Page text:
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Operating in an attractive sector and generating some impressive growth, Marlowe is one to watch, writes Mark Watson-Mitchell.
Just two weeks ago, when I highlighted the investment attractions of Sureserve ahead of its results, I pointed out that the compliance sector was one of growth.
Well, now I want to highlight another AIM company in the same sector – Marlowe (LON:MRL).
At the beginning of December, the company announced its adjusted results for the six months to end-September 2019 and they showed a 58% advance in both revenue and pre-tax profits.
This specialist services group is focused upon developing its subsidiary companies which assure the regulatory compliance and safety of UK businesses.
The company concentrates on fire protection, security systems, water treatment and air hygiene services – areas which are essential to its customers and controlled by loads of regulations.
Its customers can be found on most high streets, in office complexes, leisure facilities, manufacturing plants and industrial estates.
The list of over 17,000 clients includes FTSE 100 companies, multi-site NHS trusts, local authorities, SMEs and facilities management providers.
The group works with one in every eight UK businesses that employ more than 250 people.
Employees from group companies make a total of 1.5m service visits a year.
It employs over 2,000 people of which some 1,400 are compliance experts who are specialists in their field – ranging from compliance, risk assessors, auditors, technicians, engineers and employment lawyers.
Marlowe is all about growth – and, over the years, a lot of that has been through strategic value-enhancing acquisitions.
Since 2015 it has made about 35 targeted purchases, during which time the market cap has grown from just £5m to over £220m. And its management is gaining experience in bedding down and controlling the new purchases.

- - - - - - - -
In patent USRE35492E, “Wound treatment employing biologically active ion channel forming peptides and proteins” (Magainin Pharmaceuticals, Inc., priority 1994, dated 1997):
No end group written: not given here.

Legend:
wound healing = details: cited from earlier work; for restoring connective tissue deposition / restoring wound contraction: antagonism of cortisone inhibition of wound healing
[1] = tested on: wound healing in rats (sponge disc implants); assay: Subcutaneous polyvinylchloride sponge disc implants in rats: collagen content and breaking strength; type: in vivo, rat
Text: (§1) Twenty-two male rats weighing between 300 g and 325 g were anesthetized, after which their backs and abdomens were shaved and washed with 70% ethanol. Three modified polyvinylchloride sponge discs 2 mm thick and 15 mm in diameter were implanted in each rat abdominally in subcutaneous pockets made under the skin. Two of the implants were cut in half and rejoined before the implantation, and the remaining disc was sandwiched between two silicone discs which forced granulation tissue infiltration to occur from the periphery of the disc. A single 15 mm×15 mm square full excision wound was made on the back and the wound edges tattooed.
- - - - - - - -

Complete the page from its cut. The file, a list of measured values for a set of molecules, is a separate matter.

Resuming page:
The company operates in robust markets which offer steady growth prospects.
Importantly though, the group has a strong recurring revenue base with customer relationships that have been built up over the years.
That revenue gives the company very attractive visibility of its future growth and creates a great cashflow.
As it expands the group is always looking to improve its operational and technological efficiency.
Revenues have trebled from £47m in 2017 to £128m last year. Brokers are going for £184m in the current year to end-March 2020 and then, very conservatively, just £202m next year and £212m in 2022.
During those years pre-tax profits have grown from £0.7m in 2017 to £2m last year, while current-year estimates suggest £12.5m, worth 22.5p in earnings per share.
Next year £15.5m is possible, worth 27p in earnings.
For the year to end-March 2022 some £17.1m pre-tax is anticipated, giving 30p of earnings.
And who better to recognise that growth potential than Alex Dacre, the group’s chief executive, who purchased more shares on Christmas Eve, paying an average 494p each, to take his holding up to 3,525,334, representing some 7.7% of Marlowe’s equity.
Other large holders include: Danske Bank (5.84%), Canaccord Genuity (5.45%), Royce & Associates (3.68%), Premier Miton (3.67%), Polar Capital (3.05%), Majedie Asset (2.70%), Allianz Global (2.51%), Royal London Asset (2.23%), and Threadneedle Asset Management (2.08%).
Another notable holder is Lord Michael Ashcroft with 11,877,361 shares, 25.89% of the issue.
With its shares currently trading at around the 468p level it puts them out on 21 times earnings, which on the face of it looks very expensive. However, given that it has market-leading strength as it is building up, that merits a premium rating.
I now set an end-2020 target price of 550p.